During the second quarter, the U.S. wind energy industry completed a total of 1,210 MW in 10 states, enough to power the equivalent of about 350,000 homes. These new installations nudge total U.S. wind power generating capacity to 29,440 MW, according to the report. The U.S. wind power generating fleet now offsets an average of 54 million tons of carbon annually, reducing carbon emissions from the electricity sector by 2% or the equivalent of taking 9 million cars off the road.
The state posting the fastest growth in the 2nd quarter was Missouri, where wind power installations expanded by 90%.
“Missourians know that in order for us to grow our state’s economy and create the jobs of the twenty-first century, we must embrace new technology and advances like the ones presented to us through renewable wind energy,” said Missouri Governor Jay Nixon. “So I’m proud that the American Wind Energy Association’s quarterly report shows no state has capitalized on these growth opportunities more aggressively over the last three months than Missouri has. But that isn’t enough. Missouri will continue to look for ways to enhance our energy supply and independence by using common-sense and cost effective expansions of clean, renewable wind power.”
Pennsylvania and South Dakota ranked second and third in terms of growth rate in the second quarter, expanding by 28% and 21% respectively.
Additional report highlights:
* The states that added new wind power generating capacity are:
Texas – 454 MW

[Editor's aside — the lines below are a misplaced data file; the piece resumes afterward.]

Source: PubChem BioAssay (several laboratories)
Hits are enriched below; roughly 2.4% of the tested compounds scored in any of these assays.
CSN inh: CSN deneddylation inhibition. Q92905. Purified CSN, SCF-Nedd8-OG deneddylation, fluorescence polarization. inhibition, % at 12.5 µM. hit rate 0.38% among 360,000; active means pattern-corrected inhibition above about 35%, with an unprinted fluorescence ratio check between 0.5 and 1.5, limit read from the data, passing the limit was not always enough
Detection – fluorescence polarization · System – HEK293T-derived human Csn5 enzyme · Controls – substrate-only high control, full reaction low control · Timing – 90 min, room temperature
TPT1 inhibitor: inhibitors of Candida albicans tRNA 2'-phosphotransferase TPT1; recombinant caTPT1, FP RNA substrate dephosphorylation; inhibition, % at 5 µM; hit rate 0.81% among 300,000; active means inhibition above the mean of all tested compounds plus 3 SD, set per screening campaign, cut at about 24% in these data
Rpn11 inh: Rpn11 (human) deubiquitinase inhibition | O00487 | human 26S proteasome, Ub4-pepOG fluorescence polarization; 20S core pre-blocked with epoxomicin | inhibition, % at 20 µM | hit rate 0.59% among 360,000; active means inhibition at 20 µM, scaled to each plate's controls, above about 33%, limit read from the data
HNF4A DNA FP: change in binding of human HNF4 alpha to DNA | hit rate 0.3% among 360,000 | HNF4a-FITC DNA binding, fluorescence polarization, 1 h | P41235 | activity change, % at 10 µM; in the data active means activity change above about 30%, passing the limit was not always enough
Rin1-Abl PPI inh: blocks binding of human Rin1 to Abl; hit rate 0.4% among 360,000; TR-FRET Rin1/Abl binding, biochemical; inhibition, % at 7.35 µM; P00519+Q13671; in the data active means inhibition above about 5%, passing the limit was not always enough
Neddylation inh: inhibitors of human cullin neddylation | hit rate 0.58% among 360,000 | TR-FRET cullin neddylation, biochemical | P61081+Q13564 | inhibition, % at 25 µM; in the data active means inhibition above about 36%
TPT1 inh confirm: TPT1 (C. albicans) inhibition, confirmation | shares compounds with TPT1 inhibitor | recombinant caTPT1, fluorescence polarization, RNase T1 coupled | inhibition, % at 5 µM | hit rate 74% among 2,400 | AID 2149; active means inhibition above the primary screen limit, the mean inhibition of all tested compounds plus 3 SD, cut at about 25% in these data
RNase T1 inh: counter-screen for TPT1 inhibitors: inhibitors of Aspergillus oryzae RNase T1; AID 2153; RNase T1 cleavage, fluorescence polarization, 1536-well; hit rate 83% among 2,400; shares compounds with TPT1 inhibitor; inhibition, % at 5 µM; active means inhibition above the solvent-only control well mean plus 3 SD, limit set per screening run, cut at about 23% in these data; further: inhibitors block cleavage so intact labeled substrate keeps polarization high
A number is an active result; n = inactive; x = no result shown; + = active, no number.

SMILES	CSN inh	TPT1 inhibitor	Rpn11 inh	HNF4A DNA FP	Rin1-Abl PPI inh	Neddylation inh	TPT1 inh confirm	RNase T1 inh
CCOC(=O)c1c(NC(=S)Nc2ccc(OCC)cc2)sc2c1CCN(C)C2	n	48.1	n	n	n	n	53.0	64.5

Iowa – 160 MW
Missouri – 146 MW
Washington – 129 MW
California – 120 MW
Pennsylvania – 102 MW
South Dakota – 50 MW
Oregon – 45 MW
Minnesota – 2 MW
Wyoming – 2 MW
* Iowa passed the 3,000-MW mark with a cumulative total of 3,043 MW installed and consolidated its position as #2, behind Texas (8,361 MW) and ahead of California (2,787 MW).
* Three wind turbine and turbine component manufacturing facilities were opened, four facilities were expanding, and eight facilities were announced during the past quarter. This brings the total of opened, expanding and announced facilities up to 20 since the beginning of the year. At the same time, many existing supply chain companies have stopped hiring or have furloughed employees due to the slowdown in contracts for wind turbines. Wind turbine component manufacturing investment was one of the bright spots in the economy in 2008, with over 55 facilities added, expanded or announced that year.
“Manufacturing investment is the canary in the mine, and shows that the future of wind power in this country is very bright but still far from certain,” said Bode. “The reality is that if the nation doesn’t have a firm, long-term renewable energy policy in place, large global companies and small businesses alike will hold back on their manufacturing investment decisions or invest overseas, in countries like China that are soaring ahead. The instances where manufacturing investment is moving forward in the U.S. are in states like Kansas that have demonstrated a commitment to renewable energy and passed a renewable electricity standard. This type of commitment now needs to be made at the national level.”